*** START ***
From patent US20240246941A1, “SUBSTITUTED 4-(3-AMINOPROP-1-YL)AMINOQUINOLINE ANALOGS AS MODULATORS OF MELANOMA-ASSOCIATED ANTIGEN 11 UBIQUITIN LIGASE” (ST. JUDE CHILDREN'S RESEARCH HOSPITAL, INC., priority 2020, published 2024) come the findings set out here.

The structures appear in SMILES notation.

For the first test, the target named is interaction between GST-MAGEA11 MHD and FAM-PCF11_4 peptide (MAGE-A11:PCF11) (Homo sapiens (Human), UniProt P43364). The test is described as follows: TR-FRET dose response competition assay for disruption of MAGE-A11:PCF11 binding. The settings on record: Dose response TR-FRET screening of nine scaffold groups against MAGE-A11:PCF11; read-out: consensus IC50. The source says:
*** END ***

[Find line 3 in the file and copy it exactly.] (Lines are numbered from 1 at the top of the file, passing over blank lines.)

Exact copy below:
For the first test, the target named is interaction between GST-MAGEA11 MHD and FAM-PCF11_4 peptide (MAGE-A11:PCF11) (Homo sapiens (Human), UniProt P43364). The test is described as follows: TR-FRET dose response competition assay for disruption of MAGE-A11:PCF11 binding. The settings on record: Dose response TR-FRET screening of nine scaffold groups against MAGE-A11:PCF11; read-out: consensus IC50. The source says: